Joel Pendergraft

Using this water-cooled wondergun, Joel shot the record-breaking group in April 2009 at Hawks Ridge, NC. This monster features a .30-Caliber 12-twist, 4-groove Krieger barrel inside a water-filled sleeve (like on a liquid-cooled machine gun). Joel shot BIB 187gr flat-based bullets in Norma brass, pushed by a “generous amount” of Alliant Reloder 25 and Federal 210M primers. The cartridge was a big custom wildcat Joel listed as “.300 Ackley Improved”.

Pendergraft’s 3.044″ 10-shot group was a great feat, breaking one of the longest-standing, 1000-yard IBS World Records. And Joel’s 3.044″ record stood for 7 years!

Richard King’s Radical .223 Rem F-TR Skeleton Rifle

Richard King .223 Rem F-Class rig

Here’s something exotic from our Gun of the Week archives. We like this rig because it is so radical (we doubt that you have ever seen anything quite like it). Gun-builder Richard King calls this his “Texas-T”, noting that “this is my personal gun, built the way I wanted it. I know it’s radical and some may not care for it. But it works.” The rig was designed to shoot F-TR, but it can also be converted easily to shoot F-Open with a front rest.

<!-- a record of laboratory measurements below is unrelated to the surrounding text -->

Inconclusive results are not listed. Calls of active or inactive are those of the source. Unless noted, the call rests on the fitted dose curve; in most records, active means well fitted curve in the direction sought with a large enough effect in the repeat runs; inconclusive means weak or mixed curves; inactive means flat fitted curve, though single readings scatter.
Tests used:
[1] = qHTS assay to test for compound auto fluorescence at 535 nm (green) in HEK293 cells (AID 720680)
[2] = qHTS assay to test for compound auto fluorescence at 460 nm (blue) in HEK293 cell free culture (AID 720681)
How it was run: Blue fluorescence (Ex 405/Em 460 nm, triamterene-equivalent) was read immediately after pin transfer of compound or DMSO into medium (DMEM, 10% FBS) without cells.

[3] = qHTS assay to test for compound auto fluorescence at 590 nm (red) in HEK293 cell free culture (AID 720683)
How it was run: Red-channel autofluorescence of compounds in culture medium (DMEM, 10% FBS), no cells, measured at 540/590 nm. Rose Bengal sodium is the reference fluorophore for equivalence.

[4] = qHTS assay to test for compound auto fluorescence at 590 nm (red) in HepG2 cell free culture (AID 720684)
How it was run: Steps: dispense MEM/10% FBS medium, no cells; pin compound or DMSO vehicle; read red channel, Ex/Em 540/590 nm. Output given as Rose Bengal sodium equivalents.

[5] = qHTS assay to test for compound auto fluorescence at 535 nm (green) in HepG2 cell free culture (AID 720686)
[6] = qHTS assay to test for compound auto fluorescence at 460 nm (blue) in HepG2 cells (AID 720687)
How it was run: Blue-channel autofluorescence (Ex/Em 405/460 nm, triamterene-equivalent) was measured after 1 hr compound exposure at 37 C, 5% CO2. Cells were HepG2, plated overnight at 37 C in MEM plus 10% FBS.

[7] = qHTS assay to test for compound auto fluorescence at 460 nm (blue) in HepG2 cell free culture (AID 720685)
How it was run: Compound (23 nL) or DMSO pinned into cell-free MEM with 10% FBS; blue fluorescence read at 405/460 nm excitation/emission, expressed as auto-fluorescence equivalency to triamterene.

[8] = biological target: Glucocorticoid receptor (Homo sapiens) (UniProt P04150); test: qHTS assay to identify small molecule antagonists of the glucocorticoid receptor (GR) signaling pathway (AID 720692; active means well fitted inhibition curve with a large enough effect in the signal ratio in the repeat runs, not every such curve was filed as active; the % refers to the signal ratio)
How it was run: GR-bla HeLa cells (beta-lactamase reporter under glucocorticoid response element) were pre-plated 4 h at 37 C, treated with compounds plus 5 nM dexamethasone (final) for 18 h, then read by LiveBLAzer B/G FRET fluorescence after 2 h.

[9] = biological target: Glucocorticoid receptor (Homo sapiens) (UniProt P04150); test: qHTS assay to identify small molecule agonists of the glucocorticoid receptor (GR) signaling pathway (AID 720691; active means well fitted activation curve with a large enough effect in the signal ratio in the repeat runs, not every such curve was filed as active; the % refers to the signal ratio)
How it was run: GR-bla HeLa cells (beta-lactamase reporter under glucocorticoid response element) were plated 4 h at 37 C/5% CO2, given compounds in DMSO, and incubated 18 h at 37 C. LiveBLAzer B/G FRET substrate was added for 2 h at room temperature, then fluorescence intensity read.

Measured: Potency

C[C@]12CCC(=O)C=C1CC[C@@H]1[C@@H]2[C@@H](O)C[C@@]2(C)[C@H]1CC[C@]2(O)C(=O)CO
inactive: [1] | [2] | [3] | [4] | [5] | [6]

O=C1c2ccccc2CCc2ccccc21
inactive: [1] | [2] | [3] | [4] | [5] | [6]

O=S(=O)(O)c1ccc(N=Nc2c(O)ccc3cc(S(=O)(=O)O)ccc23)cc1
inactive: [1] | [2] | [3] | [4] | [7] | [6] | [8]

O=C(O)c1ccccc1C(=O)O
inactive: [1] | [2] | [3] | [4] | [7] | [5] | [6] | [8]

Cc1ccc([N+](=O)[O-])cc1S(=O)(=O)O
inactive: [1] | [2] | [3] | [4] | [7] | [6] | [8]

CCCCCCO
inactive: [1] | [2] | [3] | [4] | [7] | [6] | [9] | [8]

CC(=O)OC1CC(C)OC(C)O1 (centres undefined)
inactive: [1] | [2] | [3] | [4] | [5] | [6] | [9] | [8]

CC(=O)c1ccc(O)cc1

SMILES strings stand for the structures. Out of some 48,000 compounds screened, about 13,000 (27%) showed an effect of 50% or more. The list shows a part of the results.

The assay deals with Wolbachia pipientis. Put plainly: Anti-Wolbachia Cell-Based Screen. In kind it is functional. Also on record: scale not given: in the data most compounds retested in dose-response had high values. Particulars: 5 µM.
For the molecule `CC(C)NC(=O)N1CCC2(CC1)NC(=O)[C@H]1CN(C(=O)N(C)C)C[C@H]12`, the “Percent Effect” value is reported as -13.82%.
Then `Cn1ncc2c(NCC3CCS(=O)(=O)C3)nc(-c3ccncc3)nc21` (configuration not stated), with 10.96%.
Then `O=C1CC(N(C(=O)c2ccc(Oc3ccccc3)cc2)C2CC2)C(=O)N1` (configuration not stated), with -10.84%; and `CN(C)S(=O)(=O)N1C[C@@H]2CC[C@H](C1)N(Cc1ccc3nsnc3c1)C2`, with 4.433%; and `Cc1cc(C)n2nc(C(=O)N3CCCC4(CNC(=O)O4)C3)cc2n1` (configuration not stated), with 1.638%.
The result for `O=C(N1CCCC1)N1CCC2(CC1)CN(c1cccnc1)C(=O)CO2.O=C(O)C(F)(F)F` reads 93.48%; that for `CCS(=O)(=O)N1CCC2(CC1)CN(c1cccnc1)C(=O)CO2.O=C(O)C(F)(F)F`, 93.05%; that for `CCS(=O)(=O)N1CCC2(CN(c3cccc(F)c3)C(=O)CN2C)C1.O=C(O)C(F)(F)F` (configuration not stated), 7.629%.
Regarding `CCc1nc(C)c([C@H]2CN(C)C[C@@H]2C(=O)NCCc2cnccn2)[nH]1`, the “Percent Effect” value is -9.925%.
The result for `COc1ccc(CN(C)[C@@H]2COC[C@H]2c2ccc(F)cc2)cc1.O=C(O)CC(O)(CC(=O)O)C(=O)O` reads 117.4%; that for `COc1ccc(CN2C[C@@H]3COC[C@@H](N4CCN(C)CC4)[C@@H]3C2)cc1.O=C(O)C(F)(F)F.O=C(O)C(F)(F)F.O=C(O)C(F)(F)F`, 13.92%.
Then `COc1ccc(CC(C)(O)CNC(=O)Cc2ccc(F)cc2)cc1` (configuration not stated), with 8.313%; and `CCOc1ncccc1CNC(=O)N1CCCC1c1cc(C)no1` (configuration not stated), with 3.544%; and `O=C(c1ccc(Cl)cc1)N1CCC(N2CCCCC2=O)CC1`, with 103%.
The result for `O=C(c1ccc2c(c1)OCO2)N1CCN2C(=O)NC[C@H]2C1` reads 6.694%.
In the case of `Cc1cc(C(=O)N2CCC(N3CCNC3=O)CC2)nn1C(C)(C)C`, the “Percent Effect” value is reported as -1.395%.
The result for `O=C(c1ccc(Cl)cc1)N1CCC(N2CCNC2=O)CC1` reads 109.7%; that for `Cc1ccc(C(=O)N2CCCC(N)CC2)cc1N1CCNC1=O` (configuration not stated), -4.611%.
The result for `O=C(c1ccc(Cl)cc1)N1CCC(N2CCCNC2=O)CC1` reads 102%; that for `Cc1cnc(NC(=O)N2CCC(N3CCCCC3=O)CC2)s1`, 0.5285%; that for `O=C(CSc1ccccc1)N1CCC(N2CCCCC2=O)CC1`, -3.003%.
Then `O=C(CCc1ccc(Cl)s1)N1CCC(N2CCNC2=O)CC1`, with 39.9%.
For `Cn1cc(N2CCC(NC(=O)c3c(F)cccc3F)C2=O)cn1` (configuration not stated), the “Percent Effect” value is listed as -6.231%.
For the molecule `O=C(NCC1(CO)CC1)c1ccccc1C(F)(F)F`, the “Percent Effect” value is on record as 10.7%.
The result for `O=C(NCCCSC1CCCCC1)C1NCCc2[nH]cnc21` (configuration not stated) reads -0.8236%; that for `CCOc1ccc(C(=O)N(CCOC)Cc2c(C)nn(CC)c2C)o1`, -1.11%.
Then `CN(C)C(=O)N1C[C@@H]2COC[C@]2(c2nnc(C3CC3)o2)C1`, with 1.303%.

Richard reports: “This is pretty much an all-aluminum rifle. The action is a Kelbly F-Class with a Shilen stainless steel competition trigger. The scope is a 1″-tube Leupold 36X with a Tucker Conversion set in Jewell spherical bearing rings. The .223 barrel is 30″ Pac-Nor 3-groove, 1:6.5″-twist mounted in a V-type barrel block. The bipod has vertical adjustment only via a dovetail slide activated by a stick handle. It works like a joy-stick, but for vertical only. I adjust for windage by moving the rear sandbag.”

Richard likes how the barrel block works: “With the barrel block forward, the vibrations should be at a low frequency. Instead of one long rod whipping, I now have two short rods (barrel halves) being dampened. This is my fourth barrel block gun. They work, but so does a good pillar-bedded action. [This rifle] is designed for my style of shooting. It is not meant to be a universal ‘fit all’ for the general public. However, I will say the design is adaptable. I can easily convert the system to run in F-Open Class. I would drop a big-bore barreled action into the V-block, slide on a heavier pre-zeroed scope and rings, add plates on the sides up front to bring the width to 3″, and maybe a recoil pad.”

F1 F-Open Chassis from Competition Machine

Eliseo competition machine F1 Aluminum F-Open Chassis